Critics decry ‘disappointing’ billion-dollar Biden bailout of California’s last nuclear plant

"Instead of putting Diablo Canyon back on life support, dependent on a drip of taxpayer subsidies, California should turn a new leaf and lean into building the electric system of the future," said one campaigner.

Environmental and climate campaigners decried Monday’s announcement that the Biden administration—which promotes nuclear energy as part of its solution to the climate emergency—will give more than a billion dollars to California’s largest utility to keep the state’s last nuclear power plant operating.

The U.S. Department of Energy (DOE) said it will award $1.1 billion in credits to Pacific Gas & Electric—which has pleaded guilty to numerous manslaughter charges resulting from dozens of wildfires caused by the utility—to keep the Diablo Canyon plant, located near Avila Beach in San Luis Obispo County, online.

Noting that nuclear energy provides about half of the nation’s carbon-free electricity, U.S. Energy Secretary Jennifer Granholm called the grant “a critical step toward ensuring that our domestic nuclear fleet will continue providing reliable and affordable power to Americans as the nation’s largest source of clean electricity.”

While California politicians including U.S. Sen. Dianne Feinstein and U.S. Rep. Salud Carbajal—both Democrats—joined Green Nuclear Deal and other advocates in welcoming the Biden administration’s move, anti-nuclear campaigners expressed their chagrin.

“We need to get our priorities straight. It’s disappointing to see the federal government throw PG&E more than a billion in taxpayer dollars for an outdated and potentially dangerous power source, when cleaner, safer, and more affordable energy solutions exist. This is a poster child for sending good money after bad,” Laura Deehan, state director at Environment California, said in a statement.

“Taxpayers shouldn’t prop up aging nuclear plants while commonsense energy efficiency programs, such as the Weatherization Assistance program, get only a fraction of the federal support,” she added.

DOE’s announcement came two months after California lawmakers voted 67-3 to keep Diablo Canyon—which was slated to shut down in 2025—online until at least 2030, including by loaning bankrupt PG&E $1.4 billion.

State lawmakers, nuclear advocates, and even some environmental groups pointed to soaring summer temperatures and expected energy shortages in calling to keep Diablo Canyon open, arguing that it will be difficult to achieve California’s goal of transitioning to 100% renewable energy by 2045 without the plant’s 2,250-megawatt capacity.

California Gov. Gavin Newsom, a Democrat, asserted in September that Diablo Canyon “is critical in the context of making sure we have energy reliability going forward.”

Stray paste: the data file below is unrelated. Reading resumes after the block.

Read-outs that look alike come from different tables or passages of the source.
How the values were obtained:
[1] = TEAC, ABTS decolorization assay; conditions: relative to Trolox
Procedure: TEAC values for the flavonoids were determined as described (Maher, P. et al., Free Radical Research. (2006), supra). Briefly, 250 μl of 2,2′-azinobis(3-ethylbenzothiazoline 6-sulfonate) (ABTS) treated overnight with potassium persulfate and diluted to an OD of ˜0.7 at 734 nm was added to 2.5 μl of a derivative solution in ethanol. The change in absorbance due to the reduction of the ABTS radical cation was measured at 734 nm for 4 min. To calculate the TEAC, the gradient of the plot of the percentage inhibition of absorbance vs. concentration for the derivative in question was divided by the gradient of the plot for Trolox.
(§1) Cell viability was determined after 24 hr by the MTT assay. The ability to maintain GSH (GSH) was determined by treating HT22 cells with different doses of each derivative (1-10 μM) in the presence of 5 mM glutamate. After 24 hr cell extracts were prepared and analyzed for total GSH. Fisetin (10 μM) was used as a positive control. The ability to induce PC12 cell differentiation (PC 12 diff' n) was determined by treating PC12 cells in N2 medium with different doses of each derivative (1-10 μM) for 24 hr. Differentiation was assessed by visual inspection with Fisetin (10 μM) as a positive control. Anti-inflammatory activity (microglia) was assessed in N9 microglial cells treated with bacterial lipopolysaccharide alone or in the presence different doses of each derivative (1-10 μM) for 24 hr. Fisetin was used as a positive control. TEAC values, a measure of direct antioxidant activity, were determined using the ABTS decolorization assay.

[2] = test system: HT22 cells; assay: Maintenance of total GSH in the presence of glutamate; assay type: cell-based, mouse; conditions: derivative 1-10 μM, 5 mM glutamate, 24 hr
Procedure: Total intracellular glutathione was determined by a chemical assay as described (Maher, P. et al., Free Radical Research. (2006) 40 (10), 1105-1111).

“That energy does not produce greenhouse gases,” he noted. “That energy provides baseload and reliability and affordability that will complement and allow us to stack all of the green energy that we’re bringing online at record rates.”

However, opponents point to catastrophes like the 2011 Fukshima meltdown in Japan and the 1986 Chernobyl disaster in the then-Soviet Union—which left an area the size of the U.S. state of Rhode Island uninhabitable for centuries, if not millennia—in arguing against nuclear power.

“Instead of putting Diablo Canyon back on life support, dependent on a drip of taxpayer subsidies, California should turn a new leaf and lean into building the electric system of the future,” said Deehan. “Our state and our nation need to be laser-focused on building an efficient energy system powered by renewable sources such as the sun, the wind, and the heat of the Earth.”

Meanwhile, a group of Chumash—the largest Indigenous tribe in California prior to the genocidal Spanish, Mexican, and U.S. conquest of the region—is seeking a return of the stolen land on which Diablo Canyon was built.

“We want to be in a position to protect this land. Protect what’s there, not just for our benefit, it’s for the benefit of California. It’s for the benefit of all people,” Mona Tucker, chair of the Yak Titʸu Titʸu Yak Tiłhini Northern Chumash, told the New Times of San Luis Obispo in July.

“[While] I can’t speak for other tribes, I’d like for communities and governments, organizations [to] maybe reach out to the local tribes in your area and ask them what help can you provide,” Tucker added. “Because we all need allies. We all need friends. And in order for us to get our land back, we’re asking for help.”

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Brett Wilkins is staff writer for Common Dreams.

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